VAT (Value Added Tax) is an indirect duty imposed on all consumer goods and services in the economy. It is indirect in essence that you may not know when you pay since it comes inclusive of the buying price. The SARS (South African Revenue Service) requires all businesses to register and to charge levy on all the taxable goods and supplies. These businesses become vendors and usually act as government agents. That is why you need to understand how VAT registration operates.
It is worth noting this levy is usually charged at intervals during the production, distribution process and also on imported goods. Nevertheless, not all products and services are subject to duty as some are exempt. When should you register for VAT? As a start-up business, and as your business grows gradually, you will be required by law to register for value-added tax. Read more on this article on how VAT registration works.
Below is a procedure on how you need to register your business for value-added tax.
Who should register for VAT?
The South African Revenue Services (SARS) has made it a compulsory registration for any enterprise with an annual income that exceeds or likely to exceed R1 million in any consecutive period of one year (12 months).
A business with an income exceeding R50,000, within 12 months, may also opt for voluntary VAT registration. Also included in this bracket are partnerships, trust funds, individuals, municipalities, and international donor-funded projects.
When you are not liable to register for VAT
Below are instances under which a person is not required or allowed to register:
- When dealing with exempt goods
- Where it is unlikely you annual taxable sales will exceed R1 million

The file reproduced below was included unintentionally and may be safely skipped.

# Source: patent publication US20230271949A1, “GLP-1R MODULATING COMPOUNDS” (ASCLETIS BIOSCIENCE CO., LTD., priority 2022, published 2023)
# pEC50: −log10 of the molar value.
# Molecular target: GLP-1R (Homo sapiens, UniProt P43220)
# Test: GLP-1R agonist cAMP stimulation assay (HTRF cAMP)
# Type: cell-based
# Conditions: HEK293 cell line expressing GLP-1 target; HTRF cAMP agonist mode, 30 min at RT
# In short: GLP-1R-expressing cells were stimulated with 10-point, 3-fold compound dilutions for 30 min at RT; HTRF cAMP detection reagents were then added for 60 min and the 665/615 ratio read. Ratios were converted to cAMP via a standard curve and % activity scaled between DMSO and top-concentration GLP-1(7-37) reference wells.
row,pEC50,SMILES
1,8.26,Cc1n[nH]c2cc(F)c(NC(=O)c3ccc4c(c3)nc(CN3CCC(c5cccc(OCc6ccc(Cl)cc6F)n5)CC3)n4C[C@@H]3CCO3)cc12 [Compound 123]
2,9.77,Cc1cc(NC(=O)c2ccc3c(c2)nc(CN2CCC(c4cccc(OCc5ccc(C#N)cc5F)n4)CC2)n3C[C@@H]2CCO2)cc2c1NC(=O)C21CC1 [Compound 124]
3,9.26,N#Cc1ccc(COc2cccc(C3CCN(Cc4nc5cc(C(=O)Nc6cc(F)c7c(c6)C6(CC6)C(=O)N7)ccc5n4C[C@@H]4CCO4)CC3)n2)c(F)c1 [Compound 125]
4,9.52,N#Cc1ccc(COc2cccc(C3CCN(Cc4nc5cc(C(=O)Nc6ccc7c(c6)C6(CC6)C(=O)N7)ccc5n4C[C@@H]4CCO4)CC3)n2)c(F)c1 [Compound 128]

- Private recreational pursuits and hobbies that are not carried out in the form of a business
- Salaries and wages (excludes independent contractors)
- Private transactions like selling personal effects
How to register for VAT
How do I register for VAT? Worry no more as the process is well explained here. To start with, you need to fill in a VAT 101 application form and submit it to your nearest SARS branch within 21 days from the date of liability.
In a circumstance where you have several branches in which you operate under one registration number, you should register and forward the application form where the main business is located.
Ensure you fill correct information in the form and attach the proper supporting documents. Otherwise, you may face delay obtaining your SARS VAT registration number.
The moment your registration goes through, you will be given a value-added tax registration certificate (VAT 103). If the registration delays and you need a proof of registration, you can request the SARS officials to provide you with a confirmation letter as you await the process to go through.
VAT registration requirements
- Copy of certificate of incorporation
- Copy of trust deed and authority letter
- Copy of original ID
- Original banking statements (going back three months)
- Original letter from your banker / Original stamped statement from the bank
- Latest month invoices as proof of trading
Things to do once you get registered
- Include value-added tax in all the supplies
- Collect tax